How a Map made a Weekly Report Understandable at a Glance

12-07-2018 06:11 AM
Esri Contributor

I came across a great example from Esri Business Partner S&P Global Platts ( of how they use the same starting data in different ways in their weekly summary on US drilling rig activity. The Platts Upstream Indicator is a free report available at It starts off as a data extract from SQL Server which then gets massaged into different styles of information presentation.

The raw data looks like this and maybe helpful for a data scientist but is not useful to any business user wanting to answer the question "what is happening in the US drilling rig market this week?" :

  1. Reporting as a Summary Table - This style of summary has lots of details and uses the geography of state or offshore for reporting unit. You have to study this table to understand what has been happening as there are still lots of numbers.

2. Reporting as a Chart - Really great to show trends over time and uses the "where" as activity by major oil and gas basin. Again, lots of information represented that a user would need to digest before understanding what was really going on.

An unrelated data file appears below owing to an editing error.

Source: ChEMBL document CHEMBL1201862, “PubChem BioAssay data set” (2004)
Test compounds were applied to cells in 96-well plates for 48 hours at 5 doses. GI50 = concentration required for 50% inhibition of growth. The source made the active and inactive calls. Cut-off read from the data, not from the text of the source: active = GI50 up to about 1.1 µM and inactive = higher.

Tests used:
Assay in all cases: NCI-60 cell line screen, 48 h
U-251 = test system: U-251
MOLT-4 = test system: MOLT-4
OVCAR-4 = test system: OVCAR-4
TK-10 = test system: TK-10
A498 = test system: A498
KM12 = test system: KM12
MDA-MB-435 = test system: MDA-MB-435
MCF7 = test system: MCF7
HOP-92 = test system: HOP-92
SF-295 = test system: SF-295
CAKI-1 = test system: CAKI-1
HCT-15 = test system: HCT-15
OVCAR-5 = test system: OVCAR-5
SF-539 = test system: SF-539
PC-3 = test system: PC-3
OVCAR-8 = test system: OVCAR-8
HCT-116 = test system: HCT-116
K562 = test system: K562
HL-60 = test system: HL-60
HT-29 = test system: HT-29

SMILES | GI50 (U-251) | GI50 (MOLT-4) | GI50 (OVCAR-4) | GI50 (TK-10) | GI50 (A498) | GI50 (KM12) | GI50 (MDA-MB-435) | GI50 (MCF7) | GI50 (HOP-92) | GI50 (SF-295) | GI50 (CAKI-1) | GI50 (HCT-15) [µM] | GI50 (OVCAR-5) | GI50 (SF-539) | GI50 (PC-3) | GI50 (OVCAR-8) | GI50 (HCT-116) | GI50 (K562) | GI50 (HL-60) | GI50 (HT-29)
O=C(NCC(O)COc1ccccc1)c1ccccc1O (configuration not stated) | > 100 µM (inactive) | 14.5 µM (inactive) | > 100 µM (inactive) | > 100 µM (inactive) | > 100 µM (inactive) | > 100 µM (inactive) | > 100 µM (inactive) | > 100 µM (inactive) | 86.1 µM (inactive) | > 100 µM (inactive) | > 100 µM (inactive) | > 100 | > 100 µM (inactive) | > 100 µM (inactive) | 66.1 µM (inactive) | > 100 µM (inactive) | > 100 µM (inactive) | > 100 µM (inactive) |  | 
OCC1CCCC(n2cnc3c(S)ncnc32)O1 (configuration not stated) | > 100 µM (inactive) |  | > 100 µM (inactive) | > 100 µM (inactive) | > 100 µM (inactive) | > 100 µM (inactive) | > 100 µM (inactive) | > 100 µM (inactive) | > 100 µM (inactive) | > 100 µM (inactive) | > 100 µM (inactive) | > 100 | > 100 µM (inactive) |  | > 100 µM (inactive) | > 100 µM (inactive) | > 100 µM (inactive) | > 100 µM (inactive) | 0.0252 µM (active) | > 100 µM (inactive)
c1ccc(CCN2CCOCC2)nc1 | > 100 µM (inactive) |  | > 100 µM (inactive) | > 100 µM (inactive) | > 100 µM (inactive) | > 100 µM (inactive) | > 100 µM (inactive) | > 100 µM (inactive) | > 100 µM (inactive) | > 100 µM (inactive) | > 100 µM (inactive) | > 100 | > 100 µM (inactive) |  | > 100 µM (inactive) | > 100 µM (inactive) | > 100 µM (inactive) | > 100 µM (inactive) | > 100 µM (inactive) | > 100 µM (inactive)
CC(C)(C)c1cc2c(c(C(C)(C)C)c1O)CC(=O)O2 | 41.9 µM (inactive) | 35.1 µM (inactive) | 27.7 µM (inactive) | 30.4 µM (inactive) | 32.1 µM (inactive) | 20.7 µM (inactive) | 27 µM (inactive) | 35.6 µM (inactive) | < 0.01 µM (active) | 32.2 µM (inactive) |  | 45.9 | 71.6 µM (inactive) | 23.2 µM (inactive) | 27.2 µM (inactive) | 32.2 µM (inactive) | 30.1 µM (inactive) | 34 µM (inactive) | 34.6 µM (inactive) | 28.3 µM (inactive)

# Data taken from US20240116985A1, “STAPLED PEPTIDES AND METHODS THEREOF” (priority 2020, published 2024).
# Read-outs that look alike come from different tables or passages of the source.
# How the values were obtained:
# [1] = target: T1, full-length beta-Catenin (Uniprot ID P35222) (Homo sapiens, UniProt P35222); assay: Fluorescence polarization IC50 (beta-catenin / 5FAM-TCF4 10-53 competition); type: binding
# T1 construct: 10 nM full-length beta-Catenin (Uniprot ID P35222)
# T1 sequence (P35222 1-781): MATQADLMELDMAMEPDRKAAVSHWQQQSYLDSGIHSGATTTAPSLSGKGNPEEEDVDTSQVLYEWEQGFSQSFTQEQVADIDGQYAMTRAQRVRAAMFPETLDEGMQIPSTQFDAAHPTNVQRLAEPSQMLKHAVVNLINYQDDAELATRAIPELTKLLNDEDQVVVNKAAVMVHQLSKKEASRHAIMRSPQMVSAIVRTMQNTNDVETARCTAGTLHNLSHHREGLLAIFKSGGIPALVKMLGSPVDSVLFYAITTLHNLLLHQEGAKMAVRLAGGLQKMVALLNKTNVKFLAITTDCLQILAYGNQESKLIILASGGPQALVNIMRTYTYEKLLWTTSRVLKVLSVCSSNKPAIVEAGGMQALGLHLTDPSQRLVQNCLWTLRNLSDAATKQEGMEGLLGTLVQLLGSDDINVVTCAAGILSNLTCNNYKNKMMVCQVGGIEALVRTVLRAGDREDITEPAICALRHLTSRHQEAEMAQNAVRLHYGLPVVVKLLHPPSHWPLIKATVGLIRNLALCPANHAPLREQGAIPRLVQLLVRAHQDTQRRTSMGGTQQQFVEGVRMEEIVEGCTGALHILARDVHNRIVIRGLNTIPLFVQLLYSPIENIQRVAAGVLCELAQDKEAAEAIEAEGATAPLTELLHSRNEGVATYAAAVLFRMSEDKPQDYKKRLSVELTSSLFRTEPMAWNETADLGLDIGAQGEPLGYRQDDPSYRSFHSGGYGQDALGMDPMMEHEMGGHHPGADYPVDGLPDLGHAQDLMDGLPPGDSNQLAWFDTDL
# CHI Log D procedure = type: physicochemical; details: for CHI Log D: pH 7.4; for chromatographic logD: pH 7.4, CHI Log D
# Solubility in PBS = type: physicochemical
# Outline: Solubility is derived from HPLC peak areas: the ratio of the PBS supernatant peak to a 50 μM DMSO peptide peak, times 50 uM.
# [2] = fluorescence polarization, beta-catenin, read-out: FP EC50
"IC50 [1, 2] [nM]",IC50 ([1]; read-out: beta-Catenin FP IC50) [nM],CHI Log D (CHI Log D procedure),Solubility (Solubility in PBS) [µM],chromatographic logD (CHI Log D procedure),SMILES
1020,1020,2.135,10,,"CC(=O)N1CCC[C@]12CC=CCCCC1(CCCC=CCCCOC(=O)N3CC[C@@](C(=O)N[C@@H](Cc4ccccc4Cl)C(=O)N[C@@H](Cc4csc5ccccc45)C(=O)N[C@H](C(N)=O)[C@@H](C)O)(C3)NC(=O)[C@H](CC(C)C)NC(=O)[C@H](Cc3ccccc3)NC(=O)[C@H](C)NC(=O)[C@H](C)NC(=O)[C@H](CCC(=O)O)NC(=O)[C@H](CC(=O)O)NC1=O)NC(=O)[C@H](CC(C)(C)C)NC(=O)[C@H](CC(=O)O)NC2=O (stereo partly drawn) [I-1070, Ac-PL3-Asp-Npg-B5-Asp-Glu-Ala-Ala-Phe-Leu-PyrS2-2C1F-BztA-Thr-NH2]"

3. As a Map - As a GIS Professional this is my favorite reporting style as it has everything you need to know in just a glance. It tells you;

  • Where are the producing basins (as the slightly darker areas) and in what state(s)
  • By proportional symbol what and where is the level of rig activity this week (...the hyper-active Permian Basin in West Texas sticks out)
  • Simple composite labels at each location give just the right amount of stats on absolute numbers plus changes up and down from the year before,

This map is so well designed that in a matter of a few seconds you can assimilate everything you need to know as to the state of play in the US rig market that week.

This was not the first map that this weekly report has used but this latest design introduced around August 2018 is by far the clearest and most thoughtful cartography the S&P Global Platts GIS team in Denver has produced. The mapping was done with Esri's ArcGIS Pro and apart from a couple of manual tweaks is mostly scripted as an automated process to create.

A picture is worth a thousand words but in this case a map is worth a thousand rows in a table. Very nice job S&P Global!

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